Exocomets: A spectroscopic survey. (arXiv:2003.11084v1 [astro-ph.SR])

Exocomets: A spectroscopic survey. (arXiv:2003.11084v1 [astro-ph.SR])
<a href="http://arxiv.org/find/astro-ph/1/au:+Rebollido_I/0/1/0/all/0/1">I. Rebollido</a>, <a href="http://arxiv.org/find/astro-ph/1/au:+Eiroa_C/0/1/0/all/0/1">C. Eiroa</a>, <a href="http://arxiv.org/find/astro-ph/1/au:+Montesinos_B/0/1/0/all/0/1">B. Montesinos</a>, <a href="http://arxiv.org/find/astro-ph/1/au:+Maldonado_J/0/1/0/all/0/1">J. Maldonado</a>, <a href="http://arxiv.org/find/astro-ph/1/au:+Villaver_E/0/1/0/all/0/1">E. Villaver</a>, <a href="http://arxiv.org/find/astro-ph/1/au:+Absil_O/0/1/0/all/0/1">O. Absil</a>, <a href="http://arxiv.org/find/astro-ph/1/au:+Bayo_A/0/1/0/all/0/1">A. Bayo</a>, <a href="http://arxiv.org/find/astro-ph/1/au:+Canovas_H/0/1/0/all/0/1">H. Canovas</a>, <a href="http://arxiv.org/find/astro-ph/1/au:+Carmona_A/0/1/0/all/0/1">A. Carmona</a>, <a href="http://arxiv.org/find/astro-ph/1/au:+Chen_C/0/1/0/all/0/1">Ch. Chen</a>, <a href="http://arxiv.org/find/astro-ph/1/au:+Ertel_S/0/1/0/all/0/1">S. Ertel</a>, <a href="http://arxiv.org/find/astro-ph/1/au:+Henning_T/0/1/0/all/0/1">Th. Henning</a>, <a href="http://arxiv.org/find/astro-ph/1/au:+Iglesias_D/0/1/0/all/0/1">D. P. Iglesias</a>, <a href="http://arxiv.org/find/astro-ph/1/au:+Launhardt_R/0/1/0/all/0/1">R. Launhardt</a>, <a href="http://arxiv.org/find/astro-ph/1/au:+Liseau_R/0/1/0/all/0/1">R. Liseau</a>, <a href="http://arxiv.org/find/astro-ph/1/au:+Meeus_G/0/1/0/all/0/1">G. Meeus</a>, <a href="http://arxiv.org/find/astro-ph/1/au:+Moor_A/0/1/0/all/0/1">A. Mo&#xf3;r</a>, <a href="http://arxiv.org/find/astro-ph/1/au:+Mora_A/0/1/0/all/0/1">A. Mora</a>, <a href="http://arxiv.org/find/astro-ph/1/au:+Olofsson_J/0/1/0/all/0/1">J. Olofsson</a>, <a href="http://arxiv.org/find/astro-ph/1/au:+Rauw_G/0/1/0/all/0/1">G. Rauw</a>, <a href="http://arxiv.org/find/astro-ph/1/au:+Riviere_Marichalar_P/0/1/0/all/0/1">P. Riviere-Marichalar</a>

While exoplanets are now routinely detected, the detection of small bodies in
extrasolar systems remains challenging. Since the discovery of sporadic events
interpreted as exocomets (Falling Evaporating Bodies) around $beta$ Pic in the
early 80s, only $sim$20 stars have been reported to host exocomet-like events.
We aim to expand the sample of known exocomet-host stars, as well as to monitor
the hot-gas environment around stars with previously known exocometary
activity. We have obtained high-resolution optical spectra of a heterogeneous
sample of 117 main-sequence stars in the spectral type range from B8 to G8. The
data have been collected in 14 observing campaigns expanding over 2 years from
both hemispheres. We have analysed the Ca ii K&H and Na i D lines in order to
search for non-photospheric absorptions originated in the circumstellar
environment, and for variable events that could be caused by outgassing of
exocomet-like bodies. We have detected non-photospheric absorptions towards 50%
of the sample, attributing a circumstellar origin to half of the detections
(i.e. 26% of the sample). Hot circumstellar gas is detected in the metallic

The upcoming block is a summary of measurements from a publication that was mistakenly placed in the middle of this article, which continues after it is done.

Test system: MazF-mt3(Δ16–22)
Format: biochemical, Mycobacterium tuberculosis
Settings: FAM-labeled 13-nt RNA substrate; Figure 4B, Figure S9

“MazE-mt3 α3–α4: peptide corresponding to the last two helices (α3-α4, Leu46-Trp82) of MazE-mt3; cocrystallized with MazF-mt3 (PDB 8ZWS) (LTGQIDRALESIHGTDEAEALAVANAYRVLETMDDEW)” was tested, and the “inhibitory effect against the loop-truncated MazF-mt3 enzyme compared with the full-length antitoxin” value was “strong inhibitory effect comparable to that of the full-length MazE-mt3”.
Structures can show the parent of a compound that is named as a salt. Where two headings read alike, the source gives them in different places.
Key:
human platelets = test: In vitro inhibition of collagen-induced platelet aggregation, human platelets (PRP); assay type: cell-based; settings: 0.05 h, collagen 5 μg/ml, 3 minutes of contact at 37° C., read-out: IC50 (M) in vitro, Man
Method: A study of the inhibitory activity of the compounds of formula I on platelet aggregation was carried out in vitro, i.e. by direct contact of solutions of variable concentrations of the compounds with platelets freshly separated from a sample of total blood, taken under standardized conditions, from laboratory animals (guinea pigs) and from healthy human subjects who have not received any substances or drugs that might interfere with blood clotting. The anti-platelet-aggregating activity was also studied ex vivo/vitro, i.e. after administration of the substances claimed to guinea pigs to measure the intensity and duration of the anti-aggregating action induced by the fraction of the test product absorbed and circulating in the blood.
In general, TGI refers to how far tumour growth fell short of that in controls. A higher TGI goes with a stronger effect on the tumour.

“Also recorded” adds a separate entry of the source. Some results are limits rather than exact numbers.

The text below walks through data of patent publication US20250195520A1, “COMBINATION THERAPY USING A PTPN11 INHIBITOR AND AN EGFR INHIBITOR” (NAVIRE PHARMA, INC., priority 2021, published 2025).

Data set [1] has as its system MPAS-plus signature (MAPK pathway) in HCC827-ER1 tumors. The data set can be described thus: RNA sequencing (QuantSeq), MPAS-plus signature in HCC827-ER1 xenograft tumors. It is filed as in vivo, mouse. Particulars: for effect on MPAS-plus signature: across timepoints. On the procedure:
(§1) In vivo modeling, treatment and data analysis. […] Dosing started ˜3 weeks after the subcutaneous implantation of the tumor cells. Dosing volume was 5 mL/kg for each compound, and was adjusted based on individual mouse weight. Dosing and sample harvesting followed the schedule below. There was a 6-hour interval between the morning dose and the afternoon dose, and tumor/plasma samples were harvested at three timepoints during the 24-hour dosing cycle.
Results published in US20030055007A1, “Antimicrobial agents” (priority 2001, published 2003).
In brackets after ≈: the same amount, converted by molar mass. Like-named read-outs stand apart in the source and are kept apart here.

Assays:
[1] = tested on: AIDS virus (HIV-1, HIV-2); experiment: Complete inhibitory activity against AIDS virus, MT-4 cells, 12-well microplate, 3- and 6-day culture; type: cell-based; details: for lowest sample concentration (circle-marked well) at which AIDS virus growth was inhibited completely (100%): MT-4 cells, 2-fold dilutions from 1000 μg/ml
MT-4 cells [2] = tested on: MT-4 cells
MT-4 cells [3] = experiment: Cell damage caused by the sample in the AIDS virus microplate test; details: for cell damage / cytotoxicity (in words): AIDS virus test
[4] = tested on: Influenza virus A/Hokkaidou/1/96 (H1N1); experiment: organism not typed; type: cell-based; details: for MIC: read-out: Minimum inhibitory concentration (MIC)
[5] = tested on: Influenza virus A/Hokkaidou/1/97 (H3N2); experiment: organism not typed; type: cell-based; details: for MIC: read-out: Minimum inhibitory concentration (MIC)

lines inspected via narrow stable absorptions, and/or variable
blue-/red-shifted absorption events. Such variable events were found in 18
stars in the Ca ii and/or Na i lines; 6 of them are reported in the context of
this work for the first time. In some cases the variations we report in the Ca
ii K line are similar to those observed in $beta$ Pic. While we do not find a
significant trend with the age or location of the stars, we do find that the
probability of finding CS gas in stars with larger vsin i is higher. We also
find a weak trend with the presence of near-infrared excess, and with anomalous
($lambda$ Boo-like) abundances, but this would require confirmation by
expanding the sample.

While exoplanets are now routinely detected, the detection of small bodies in
extrasolar systems remains challenging. Since the discovery of sporadic events
interpreted as exocomets (Falling Evaporating Bodies) around $beta$ Pic in the
early 80s, only $sim$20 stars have been reported to host exocomet-like events.
We aim to expand the sample of known exocomet-host stars, as well as to monitor
the hot-gas environment around stars with previously known exocometary
activity. We have obtained high-resolution optical spectra of a heterogeneous
sample of 117 main-sequence stars in the spectral type range from B8 to G8. The
data have been collected in 14 observing campaigns expanding over 2 years from
both hemispheres. We have analysed the Ca ii K&H and Na i D lines in order to
search for non-photospheric absorptions originated in the circumstellar
environment, and for variable events that could be caused by outgassing of
exocomet-like bodies. We have detected non-photospheric absorptions towards 50%
of the sample, attributing a circumstellar origin to half of the detections
(i.e. 26% of the sample). Hot circumstellar gas is detected in the metallic
lines inspected via narrow stable absorptions, and/or variable
blue-/red-shifted absorption events. Such variable events were found in 18
stars in the Ca ii and/or Na i lines; 6 of them are reported in the context of
this work for the first time. In some cases the variations we report in the Ca
ii K line are similar to those observed in $beta$ Pic. While we do not find a
significant trend with the age or location of the stars, we do find that the
probability of finding CS gas in stars with larger vsin i is higher. We also
find a weak trend with the presence of near-infrared excess, and with anomalous
($lambda$ Boo-like) abundances, but this would require confirmation by
expanding the sample.

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